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Dark Energy: Calibrating Standard Candles

To measure the brightness of a star, astronomers compare it to standard reference stars. You would think measurements of the latter would be highly refined by now, but as this New Scientist story points out, the bright star Vega’s most accurate measurements date back to the 1970s. That puts the focus on a new space telescope, or maybe New Scientist‘s term ‘rocket-borne’ is better here, because the ACCESS experiment will actually not go into orbit, but will make four suborbital flights to make measurements lasting only minutes.

ACCESS (Absolute Color Calibration Experiment for Standard Stars) will look at four common reference stars: Sirius, Vega, and two much fainter objects, HD 37725 and BD+17◦4708, with observing time limited to about 400 seconds. That’s not much time, but it’s enough for ACCESS to gauge the brightness of the four reference stars to a precision of one percent and perhaps better, twice the precision of today’s measurements.

Image: Standard Candles are used to calculate astronomical distances.Each of these candles has the same intrinsic luminosity, the only difference is the distance from the observer. Credit: Lawrence Livermore National Laboratory/Universe Adventure.

The accuracy ACCESS will provide is significant because for all the advances we’ve made in instrumentation and calibration, we haven’t been able to transfer those tolerances to our brightness measurements across wavelengths ranging from the visible to the near-infrared. The paper notes an additional problem:

…the absolute normalization of the current astrophysical flux scale is tied to a single star, Vega, a star that is too bright to be observed with today’s premier optical telescopes.”

and goes on to say:

Systematic errors associated with problems such as dark energy now compete with the statistical errors and thus limit our ability to answer fundamental questions in astrophysics.

In other words, ACCESS will play a role in the ongoing investigation into dark energy. Recall that the accelerated expansion of the universe was discovered by studying the brightness of high redshift Type Ia supernovae and comparing them to low-redshift supernovae of the same category. It was found that at a given redshift, the peak brightness of the supernovae was fainter than predicted. The best explanation: These ‘standard candles’ are actually further away than we thought, which means accelerated expansion of the universe, and thus the presence of dark energy, a negative-pressure energy component in the cosmos.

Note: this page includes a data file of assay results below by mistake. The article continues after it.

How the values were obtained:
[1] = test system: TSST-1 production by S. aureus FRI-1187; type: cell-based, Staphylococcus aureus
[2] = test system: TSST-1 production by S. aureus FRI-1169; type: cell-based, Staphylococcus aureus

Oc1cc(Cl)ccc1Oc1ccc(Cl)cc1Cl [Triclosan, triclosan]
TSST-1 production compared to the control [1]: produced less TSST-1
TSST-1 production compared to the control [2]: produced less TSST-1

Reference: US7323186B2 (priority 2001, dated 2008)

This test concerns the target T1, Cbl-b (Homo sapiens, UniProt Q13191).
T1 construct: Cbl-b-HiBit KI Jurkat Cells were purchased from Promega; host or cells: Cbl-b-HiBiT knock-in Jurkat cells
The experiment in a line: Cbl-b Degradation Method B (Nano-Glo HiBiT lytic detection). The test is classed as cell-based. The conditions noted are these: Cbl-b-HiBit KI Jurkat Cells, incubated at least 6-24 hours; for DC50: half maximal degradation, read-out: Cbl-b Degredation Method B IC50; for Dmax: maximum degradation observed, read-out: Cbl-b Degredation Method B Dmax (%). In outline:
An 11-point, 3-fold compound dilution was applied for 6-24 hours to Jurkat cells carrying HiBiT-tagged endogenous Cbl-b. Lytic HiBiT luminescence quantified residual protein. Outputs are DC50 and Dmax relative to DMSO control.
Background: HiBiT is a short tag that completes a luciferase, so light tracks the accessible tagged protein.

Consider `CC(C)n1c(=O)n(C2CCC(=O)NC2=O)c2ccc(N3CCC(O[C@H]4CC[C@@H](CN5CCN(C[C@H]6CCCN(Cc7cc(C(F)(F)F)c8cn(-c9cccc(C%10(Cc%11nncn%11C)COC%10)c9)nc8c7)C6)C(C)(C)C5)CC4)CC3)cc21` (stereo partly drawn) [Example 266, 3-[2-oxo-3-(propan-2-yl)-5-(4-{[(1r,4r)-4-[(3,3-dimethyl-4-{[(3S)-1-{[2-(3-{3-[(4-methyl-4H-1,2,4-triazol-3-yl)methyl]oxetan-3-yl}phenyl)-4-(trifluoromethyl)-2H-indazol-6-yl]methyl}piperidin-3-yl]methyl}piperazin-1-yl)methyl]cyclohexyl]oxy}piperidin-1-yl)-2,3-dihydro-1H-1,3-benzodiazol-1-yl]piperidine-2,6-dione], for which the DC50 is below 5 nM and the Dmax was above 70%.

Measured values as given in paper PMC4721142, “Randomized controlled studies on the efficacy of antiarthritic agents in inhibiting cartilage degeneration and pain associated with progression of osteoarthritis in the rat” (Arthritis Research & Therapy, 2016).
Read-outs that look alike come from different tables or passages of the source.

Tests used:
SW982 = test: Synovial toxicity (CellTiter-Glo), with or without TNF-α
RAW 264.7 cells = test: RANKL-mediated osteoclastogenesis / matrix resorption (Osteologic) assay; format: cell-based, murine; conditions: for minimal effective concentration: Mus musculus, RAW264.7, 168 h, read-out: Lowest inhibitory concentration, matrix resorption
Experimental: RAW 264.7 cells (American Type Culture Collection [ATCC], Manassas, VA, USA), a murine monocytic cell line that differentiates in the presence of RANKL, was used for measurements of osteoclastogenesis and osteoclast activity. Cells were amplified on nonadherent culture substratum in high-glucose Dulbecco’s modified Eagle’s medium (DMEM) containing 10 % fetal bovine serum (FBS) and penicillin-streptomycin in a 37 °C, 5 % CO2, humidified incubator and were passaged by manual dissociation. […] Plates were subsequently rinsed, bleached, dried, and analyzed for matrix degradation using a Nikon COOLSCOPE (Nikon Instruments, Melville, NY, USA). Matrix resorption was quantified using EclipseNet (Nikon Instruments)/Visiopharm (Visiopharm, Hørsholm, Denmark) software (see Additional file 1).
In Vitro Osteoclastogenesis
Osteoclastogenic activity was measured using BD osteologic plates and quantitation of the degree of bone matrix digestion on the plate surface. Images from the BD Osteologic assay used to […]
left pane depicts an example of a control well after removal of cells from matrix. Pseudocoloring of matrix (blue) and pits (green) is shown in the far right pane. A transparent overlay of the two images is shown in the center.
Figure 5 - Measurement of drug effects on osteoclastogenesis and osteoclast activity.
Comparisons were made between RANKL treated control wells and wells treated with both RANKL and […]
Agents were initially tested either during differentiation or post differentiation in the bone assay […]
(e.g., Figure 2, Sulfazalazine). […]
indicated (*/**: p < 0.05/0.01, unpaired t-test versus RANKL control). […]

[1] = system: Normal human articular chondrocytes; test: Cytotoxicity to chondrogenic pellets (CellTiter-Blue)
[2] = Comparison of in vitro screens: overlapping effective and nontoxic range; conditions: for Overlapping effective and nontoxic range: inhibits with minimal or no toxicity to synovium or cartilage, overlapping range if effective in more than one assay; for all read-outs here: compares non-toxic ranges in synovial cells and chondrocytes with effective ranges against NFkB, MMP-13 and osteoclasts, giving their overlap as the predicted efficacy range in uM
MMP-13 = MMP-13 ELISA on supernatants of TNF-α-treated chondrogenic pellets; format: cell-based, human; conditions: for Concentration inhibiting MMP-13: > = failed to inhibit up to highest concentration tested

Pushing dark energy studies forward requires highly accurate measurements of brightness, especially since several models have been proposed to explain how dark energy functions, each capable of being tested observationally. The tiniest variations in the expansion rate as the universe grew could be the clue to learning whether we’re dealing with a fundamental new force or evidence of a flaw in our understanding of gravity. Thus ACCESS:

…a sub-orbital program that will enable a fundamental calibration of the spectral energy distribution of bright primary standard stars, as well as stars 10 magnitudes fainter, in physical units through a direct comparison with NIST traceable irradiance (detector) standards. Each star will be observed on two separate rocket flights to verify repeatability to <1%, an essential element in establishing standards with 1% precision.